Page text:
Portland’s school board unanimously backed three resolutions Tuesday, committing the district to being a “safe haven” for all students and families, condemning hate speech and supporting employees’ speaking out on political issues.

“With my whole heart I support all three resolutions,” said Jennifer Boggs, a parent who was one of a half-dozen speakers at a public hearing held before Tuesday night’s board meeting. No one spoke in opposition to the resolutions.

“There’s a real climate of fear, with the Muslim ban, so thank you,” said Boggs, who has a daughter at Longfellow Elementary School. “The message to our Muslim students and students of color is that they are valued and we’ve got their back.”

Board member Jenna Vendil proposed the resolutions after four ninth-graders at Casco Bay High School said a man made racist remarks to them as they waited for a bus in late January, and threatened them with a weapon. A man arrested in connection with the alleged hate crime has pleaded not guilty.

After the incident, hundreds of students and staff members marched in support of the students. The state Republican Party later criticized the district superintendent for politicizing the event.

The resolutions do not have the force of policy or regulations, but they are the first step in possible changes, officials said.


The head of Portland’s teachers union applauded the move.

“I’m very proud of my school district tonight,” said Portland Education Association President Sue Olafsen. “During this time of increased uncertainty, I believe it’s important to reaffirm our goals.”

The staff and board members will now review and identify policies, rules or programs that should be updated or developed to reflect the resolutions’ intent.

“These resolutions are incredibly important,” said Superintendent Xavier Botana. “They not only reaffirm the Portland Public Schools’ commitment to providing students, families and employees with a safe physical and emotional environment that fosters academic achievement, but they also create meaningful opportunities to engage around the issues the resolutions address.”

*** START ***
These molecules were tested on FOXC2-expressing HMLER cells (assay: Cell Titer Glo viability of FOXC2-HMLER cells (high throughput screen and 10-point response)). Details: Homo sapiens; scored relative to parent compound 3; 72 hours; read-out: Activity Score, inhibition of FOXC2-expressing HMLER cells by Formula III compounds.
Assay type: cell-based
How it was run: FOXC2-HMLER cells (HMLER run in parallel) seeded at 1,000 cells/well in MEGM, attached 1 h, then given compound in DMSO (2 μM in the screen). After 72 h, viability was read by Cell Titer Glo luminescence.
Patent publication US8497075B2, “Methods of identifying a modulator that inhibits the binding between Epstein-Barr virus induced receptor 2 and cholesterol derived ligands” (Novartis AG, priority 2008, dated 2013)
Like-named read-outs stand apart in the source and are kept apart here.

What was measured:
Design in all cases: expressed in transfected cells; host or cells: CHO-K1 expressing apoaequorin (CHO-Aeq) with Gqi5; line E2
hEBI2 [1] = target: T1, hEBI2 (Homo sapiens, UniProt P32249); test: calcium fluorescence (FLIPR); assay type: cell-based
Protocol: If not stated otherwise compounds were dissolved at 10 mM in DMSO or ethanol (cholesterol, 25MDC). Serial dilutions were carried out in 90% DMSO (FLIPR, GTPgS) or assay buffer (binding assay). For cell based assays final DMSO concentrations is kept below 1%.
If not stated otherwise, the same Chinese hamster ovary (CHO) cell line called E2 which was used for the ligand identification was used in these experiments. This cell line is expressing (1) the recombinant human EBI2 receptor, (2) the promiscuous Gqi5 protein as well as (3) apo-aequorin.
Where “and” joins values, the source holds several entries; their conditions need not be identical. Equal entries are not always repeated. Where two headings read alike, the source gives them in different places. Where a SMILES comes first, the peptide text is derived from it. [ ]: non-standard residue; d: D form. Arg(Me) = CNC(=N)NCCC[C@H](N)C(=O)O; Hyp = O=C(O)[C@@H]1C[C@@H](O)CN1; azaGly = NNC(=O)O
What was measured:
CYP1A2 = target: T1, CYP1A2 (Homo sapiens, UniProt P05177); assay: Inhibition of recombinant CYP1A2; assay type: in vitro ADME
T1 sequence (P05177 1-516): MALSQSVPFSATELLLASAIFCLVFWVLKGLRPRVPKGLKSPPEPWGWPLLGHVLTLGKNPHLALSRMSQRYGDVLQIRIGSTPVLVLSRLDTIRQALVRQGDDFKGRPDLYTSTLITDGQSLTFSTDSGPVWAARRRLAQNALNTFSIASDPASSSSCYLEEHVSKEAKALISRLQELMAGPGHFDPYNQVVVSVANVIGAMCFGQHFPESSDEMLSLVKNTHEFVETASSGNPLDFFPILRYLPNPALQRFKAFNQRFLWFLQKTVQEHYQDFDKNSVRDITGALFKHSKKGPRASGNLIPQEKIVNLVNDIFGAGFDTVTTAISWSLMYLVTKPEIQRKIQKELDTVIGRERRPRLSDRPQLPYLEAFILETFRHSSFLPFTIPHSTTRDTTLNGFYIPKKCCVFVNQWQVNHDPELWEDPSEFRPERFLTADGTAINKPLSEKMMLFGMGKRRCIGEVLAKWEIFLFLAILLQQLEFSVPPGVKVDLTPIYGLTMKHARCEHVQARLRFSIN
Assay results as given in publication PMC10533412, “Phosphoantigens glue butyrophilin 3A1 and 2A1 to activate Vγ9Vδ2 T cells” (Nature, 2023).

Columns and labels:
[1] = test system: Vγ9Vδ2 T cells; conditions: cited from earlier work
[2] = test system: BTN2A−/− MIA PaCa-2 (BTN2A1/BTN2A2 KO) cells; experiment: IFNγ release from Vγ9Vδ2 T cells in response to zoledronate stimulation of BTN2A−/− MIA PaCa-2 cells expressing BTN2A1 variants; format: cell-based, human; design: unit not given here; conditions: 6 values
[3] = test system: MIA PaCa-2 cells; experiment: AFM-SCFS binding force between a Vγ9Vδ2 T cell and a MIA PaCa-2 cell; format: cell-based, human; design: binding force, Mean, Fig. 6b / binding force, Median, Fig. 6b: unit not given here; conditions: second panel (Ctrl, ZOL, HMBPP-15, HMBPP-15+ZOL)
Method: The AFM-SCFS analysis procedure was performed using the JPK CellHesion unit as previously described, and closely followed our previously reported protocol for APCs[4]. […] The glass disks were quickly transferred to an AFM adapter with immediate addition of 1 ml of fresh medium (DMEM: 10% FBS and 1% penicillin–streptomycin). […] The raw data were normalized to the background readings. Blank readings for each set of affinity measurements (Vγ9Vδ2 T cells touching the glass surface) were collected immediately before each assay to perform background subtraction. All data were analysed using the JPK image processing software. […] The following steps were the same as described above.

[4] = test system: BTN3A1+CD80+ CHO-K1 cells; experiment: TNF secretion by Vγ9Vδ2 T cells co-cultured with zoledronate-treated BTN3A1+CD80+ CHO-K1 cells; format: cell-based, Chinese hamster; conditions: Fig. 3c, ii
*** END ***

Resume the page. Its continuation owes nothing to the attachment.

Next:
Also Tuesday, Botana presented a $107 million budget proposal for the fiscal year that begins July 1, a 3.3 percent increase from the current $103.6 million budget. It would increase the schools portion of Portland’s property tax rate by 6.5 percent – $67 per $100,000 of assessed value.


The budget would use $750,000 in school and city funds, including $500,000 from the school general fund balance and $250,000 from the food service fund balance.

Botana noted that state funding for schools is still being debated in Augusta and could change. Under Gov. Paul LePage’s proposed budget, Portland’s allocation would be $2 million less than last year, at $13.5 million.

The governor’s proposal would cut the allocation, in part, by removing state funding for administration, increasing student-to-teacher ratios and removing a declining-enrollment adjustment.

Botana said that if the current state allocation formula remains, Portland will get an additional $1 million, reducing the local tax increase to 5.2 percent.

School and city officials will review and approve the budget before a citywide vote in early May.

Noel K. Gallagher can be reached at 791-6387 or at:

[email protected]

Twitter: noelinmaine

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